As a result, each humanitarian response comes with its own unique operational, political, security, and economic challenges. Understanding not only the operating context, but also the root causes of the crisis, is critical to make sure that the assistance provided does not inadvertently worsen the dynamics that fueled the conflict in the first place. The international community needs to broaden its definition of humanitarian response to include conflict analysis and prevention. If the goal of humanitarian intervention is to strengthen local systems, build state capacity, and encourage ownership by local governing institutions, humanitarian actors need to understand the key drivers of conflict and how that is connected to the humanitarian disaster. Further, understanding what is driving conflict and the role of key actors is vital to ensure that humanitarian actors are not inadvertently creating divisions between groups who are the recipients of assistance.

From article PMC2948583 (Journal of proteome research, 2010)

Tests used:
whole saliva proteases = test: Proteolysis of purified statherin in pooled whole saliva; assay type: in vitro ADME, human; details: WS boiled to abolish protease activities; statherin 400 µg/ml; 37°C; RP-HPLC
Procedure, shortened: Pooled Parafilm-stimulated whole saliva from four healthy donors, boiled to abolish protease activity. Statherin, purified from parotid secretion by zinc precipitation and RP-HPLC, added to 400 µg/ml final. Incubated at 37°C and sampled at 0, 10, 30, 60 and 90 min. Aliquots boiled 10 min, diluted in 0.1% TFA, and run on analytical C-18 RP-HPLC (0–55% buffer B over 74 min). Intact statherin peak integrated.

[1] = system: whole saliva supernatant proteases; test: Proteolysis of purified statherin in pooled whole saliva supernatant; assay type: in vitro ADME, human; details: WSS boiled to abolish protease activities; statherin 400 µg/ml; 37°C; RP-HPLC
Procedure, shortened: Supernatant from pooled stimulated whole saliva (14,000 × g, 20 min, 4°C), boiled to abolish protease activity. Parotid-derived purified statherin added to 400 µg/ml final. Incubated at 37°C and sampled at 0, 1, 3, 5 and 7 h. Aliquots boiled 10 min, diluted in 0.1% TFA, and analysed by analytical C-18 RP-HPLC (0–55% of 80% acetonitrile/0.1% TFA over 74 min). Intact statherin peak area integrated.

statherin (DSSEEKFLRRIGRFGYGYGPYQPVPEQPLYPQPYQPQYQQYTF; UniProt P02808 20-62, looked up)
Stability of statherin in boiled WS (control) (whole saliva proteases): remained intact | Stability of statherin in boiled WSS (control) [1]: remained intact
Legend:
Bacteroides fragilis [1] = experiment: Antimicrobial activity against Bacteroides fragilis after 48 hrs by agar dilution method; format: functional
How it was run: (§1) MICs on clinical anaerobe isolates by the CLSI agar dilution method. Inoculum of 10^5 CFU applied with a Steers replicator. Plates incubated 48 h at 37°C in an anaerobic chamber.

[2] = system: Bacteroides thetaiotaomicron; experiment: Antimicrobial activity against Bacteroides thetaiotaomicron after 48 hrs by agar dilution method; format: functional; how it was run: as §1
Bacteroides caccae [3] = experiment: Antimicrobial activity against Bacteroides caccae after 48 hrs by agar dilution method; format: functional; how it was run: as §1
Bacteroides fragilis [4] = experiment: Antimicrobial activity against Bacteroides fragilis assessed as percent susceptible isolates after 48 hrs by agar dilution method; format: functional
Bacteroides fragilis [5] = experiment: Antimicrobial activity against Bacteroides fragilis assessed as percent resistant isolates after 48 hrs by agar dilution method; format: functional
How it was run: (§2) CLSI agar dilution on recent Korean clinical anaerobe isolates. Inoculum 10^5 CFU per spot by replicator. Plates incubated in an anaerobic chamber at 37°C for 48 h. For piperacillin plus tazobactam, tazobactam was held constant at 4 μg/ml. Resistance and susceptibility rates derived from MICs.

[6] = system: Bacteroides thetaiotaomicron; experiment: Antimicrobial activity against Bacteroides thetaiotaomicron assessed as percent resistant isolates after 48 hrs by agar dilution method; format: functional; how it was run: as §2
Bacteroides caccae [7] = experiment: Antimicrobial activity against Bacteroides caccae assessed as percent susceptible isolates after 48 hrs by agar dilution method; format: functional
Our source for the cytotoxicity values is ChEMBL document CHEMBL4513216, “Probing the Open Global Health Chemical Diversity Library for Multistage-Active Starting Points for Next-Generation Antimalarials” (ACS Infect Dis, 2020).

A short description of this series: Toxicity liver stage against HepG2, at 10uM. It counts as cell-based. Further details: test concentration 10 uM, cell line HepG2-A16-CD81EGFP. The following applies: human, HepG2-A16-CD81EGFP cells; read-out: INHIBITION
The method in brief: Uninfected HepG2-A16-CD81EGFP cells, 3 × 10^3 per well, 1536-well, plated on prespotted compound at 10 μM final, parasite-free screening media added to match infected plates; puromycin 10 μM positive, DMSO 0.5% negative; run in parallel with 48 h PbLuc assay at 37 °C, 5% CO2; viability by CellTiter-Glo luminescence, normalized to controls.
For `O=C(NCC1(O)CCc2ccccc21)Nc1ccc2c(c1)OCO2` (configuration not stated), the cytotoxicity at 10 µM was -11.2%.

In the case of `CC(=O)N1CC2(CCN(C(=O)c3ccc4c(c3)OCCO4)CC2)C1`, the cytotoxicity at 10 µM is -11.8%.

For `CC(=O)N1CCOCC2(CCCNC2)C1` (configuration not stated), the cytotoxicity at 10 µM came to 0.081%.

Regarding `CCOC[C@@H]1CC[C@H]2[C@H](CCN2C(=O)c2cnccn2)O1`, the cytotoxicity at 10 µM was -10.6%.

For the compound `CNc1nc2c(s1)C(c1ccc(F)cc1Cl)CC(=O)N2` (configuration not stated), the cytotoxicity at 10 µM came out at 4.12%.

In many of the complex crises we are witnessing today, the transition from delivering humanitarian assistance to development rarely follows a linear path. Humanitarian interventions exist alongside internationally supported efforts to promote stability, rebuild state institutions, and accelerate recovery. Greater integration between development and humanitarian actors can create opportunities to simultaneously provide both urgent assistance that saves lives and assistance that sets the stage for longer term social and economic development. Most importantly, greater coordination provides an opportunity to more deliberately engage in conflict prevention to break the cycles of violence that are often the cause of humanitarian crises in the first place.
We need to shift our orientation from always being in response mode to being more strategic with our resources and getting out ahead of crises — many of which we clearly see coming. Recognizing that we will continue to be tested not just to respond to the overwhelming number of crises erupting across the globe, we need to focus our attention, investments, and ultimately our actions on prioritizing prevention.